I expect the Cards to win the division or one of the WC births.  I expect the Niners to be last in the division.  Hawks will battle for the division or WC.  Rams are truly a wild card to me.  They don't have any depth at all, but they have the talent to win the division but I could also see them missing the playoffs completely.

With the schedule the Cards have and starting 2-0, how would they lose 9 games out of what they have left?  

Look at their schedule.  They will be favored in the next several games, perhaps even the Cowboys game.  

Not seeing what you're seeing at all.

 

93 I don't think dryheat is…

I don't think dryheat is saying they expect the Cardinals to go 7-9, but that it's within the realm of reasonable possibility. And it clearly is: the Cards are facing a nice slate of cupcakes right now, but after the Jets, the only gimmes on the schedule look to be Miami at home and the Giants away. So that's 2 wins in the bank, the next 3, plus 2 more = 7 wins. That's probably their floor (usual caveats about injury luck apply), but it's a realistic, if pessimistic, outcome.

(I feel compelled to spell out: no, they probably won't lose all the games against contenders - but they'll also probably lose to a cupcake or two, because even good teams lay an egg from time to time. I count about 10 wins given the 2 they've banked, but 10 can easily turn into 7 by normal bad luck.)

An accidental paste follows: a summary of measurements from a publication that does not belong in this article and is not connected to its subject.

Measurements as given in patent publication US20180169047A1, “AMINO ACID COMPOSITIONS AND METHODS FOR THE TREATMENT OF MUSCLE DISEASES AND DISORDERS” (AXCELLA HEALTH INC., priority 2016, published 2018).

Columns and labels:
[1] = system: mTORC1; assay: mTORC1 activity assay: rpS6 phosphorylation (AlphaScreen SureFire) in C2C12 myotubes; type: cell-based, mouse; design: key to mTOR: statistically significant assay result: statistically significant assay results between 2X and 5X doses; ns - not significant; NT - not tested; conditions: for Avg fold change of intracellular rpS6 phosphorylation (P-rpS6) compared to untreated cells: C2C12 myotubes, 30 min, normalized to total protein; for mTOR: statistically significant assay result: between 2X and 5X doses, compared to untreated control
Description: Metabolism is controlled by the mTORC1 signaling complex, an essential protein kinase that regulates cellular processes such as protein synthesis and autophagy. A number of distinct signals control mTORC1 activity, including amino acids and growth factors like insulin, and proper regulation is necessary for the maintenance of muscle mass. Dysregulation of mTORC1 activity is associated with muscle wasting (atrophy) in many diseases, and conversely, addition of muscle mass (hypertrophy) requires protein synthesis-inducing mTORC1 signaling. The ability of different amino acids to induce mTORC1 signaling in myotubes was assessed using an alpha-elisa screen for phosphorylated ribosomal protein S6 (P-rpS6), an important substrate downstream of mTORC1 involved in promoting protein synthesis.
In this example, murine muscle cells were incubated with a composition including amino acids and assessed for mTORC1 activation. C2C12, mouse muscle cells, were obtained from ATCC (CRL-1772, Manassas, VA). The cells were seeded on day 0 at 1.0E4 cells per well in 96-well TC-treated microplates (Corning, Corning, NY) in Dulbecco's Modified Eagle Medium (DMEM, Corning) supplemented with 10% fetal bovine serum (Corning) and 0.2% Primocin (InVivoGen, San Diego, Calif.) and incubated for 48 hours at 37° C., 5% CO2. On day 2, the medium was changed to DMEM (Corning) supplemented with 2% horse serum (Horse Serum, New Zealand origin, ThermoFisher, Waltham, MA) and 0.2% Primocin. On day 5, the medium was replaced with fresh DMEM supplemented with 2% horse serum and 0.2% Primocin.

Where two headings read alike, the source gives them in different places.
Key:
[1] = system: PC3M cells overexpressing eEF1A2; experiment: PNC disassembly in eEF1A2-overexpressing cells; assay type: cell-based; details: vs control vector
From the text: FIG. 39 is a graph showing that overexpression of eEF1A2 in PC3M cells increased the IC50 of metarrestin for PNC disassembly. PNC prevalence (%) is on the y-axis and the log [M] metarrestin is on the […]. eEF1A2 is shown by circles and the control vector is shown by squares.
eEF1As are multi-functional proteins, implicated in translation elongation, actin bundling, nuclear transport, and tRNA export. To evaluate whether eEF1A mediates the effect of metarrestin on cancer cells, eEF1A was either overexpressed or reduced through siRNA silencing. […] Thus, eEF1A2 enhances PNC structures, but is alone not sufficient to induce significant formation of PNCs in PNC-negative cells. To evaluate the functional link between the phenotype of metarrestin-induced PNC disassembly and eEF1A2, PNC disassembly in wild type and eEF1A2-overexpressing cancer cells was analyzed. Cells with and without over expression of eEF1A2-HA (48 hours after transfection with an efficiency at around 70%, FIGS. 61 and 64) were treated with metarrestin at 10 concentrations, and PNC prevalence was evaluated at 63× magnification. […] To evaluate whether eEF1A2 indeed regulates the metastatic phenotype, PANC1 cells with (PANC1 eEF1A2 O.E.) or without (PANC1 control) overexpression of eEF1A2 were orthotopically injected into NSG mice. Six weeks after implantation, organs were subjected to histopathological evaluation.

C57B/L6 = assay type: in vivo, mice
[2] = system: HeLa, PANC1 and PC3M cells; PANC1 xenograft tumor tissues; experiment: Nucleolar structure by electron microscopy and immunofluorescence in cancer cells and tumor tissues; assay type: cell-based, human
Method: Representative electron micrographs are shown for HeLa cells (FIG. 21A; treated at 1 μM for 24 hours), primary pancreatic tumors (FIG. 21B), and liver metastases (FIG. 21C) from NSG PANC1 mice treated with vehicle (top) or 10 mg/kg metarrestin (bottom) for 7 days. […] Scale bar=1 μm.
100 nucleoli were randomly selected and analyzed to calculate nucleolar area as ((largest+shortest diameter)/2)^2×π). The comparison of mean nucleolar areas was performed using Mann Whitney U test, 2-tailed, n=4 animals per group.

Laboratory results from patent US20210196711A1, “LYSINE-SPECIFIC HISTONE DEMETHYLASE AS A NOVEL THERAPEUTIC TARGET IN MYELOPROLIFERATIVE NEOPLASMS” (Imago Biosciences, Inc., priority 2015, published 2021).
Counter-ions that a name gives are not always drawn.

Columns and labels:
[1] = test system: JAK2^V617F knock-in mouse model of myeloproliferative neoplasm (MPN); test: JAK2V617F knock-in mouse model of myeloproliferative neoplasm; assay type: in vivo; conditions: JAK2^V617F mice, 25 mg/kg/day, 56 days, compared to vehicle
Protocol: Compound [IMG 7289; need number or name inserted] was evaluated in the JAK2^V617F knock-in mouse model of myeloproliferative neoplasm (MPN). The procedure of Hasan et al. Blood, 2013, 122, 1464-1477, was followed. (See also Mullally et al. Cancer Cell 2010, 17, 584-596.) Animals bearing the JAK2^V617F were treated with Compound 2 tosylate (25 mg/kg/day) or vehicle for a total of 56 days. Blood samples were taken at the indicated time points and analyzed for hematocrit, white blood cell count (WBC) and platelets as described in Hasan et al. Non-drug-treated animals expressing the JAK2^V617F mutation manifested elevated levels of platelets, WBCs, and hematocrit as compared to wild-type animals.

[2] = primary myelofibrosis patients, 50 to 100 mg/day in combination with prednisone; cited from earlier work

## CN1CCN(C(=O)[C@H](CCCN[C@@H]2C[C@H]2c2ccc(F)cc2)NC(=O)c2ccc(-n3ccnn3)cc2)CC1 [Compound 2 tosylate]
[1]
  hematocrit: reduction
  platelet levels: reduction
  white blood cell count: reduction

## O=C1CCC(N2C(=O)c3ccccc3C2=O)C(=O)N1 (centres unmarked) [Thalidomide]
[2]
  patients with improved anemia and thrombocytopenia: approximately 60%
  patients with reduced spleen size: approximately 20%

33 4 There are a lot of bad teams right now

There are a lot of bad teams right now

Yes, clearly. The 10th worst team in DVOA is at -20%; the 10th best is at +10%. After two weeks there are more 0-2 teams than 1-1 teams – I think that's the first time it's ever happened – and on Week 2 all of the games that pitched an 0-1 team against a 1-0 team ended with the winless team still winless.

What's curious is the proximity of divisional pairs in the bottom half of the table. The bottom seven features two from the NFC East, two from the AFC East, two from the AFC North, and Denver. Then 24 & 25 are both from the NFC North; numbers 21 & 23 are from the NFC South; numbers 19 & 20 are from the AFC West; and 15 & 17 are the 'worst' of the NFC West.

 

17 Cognitive Dissonance.

Having watching Arizona in two games against two great defenses, I'm surprised how poorly their offense is ranked compared to their defense.

8th best defense but 23rd best offense?

Perhaps Kyler Murray is covering up some holes in the offense, but there's no way the Cards are 23rd in the NFL wedged in between Miami and Chicago.

 

28 These rankings

(as I understand them) have some commentary about how good an offense is, but it's mainly about HOW the teams score points.

Team A: scuffles along with mediocre success, then hits a bomb for a TD.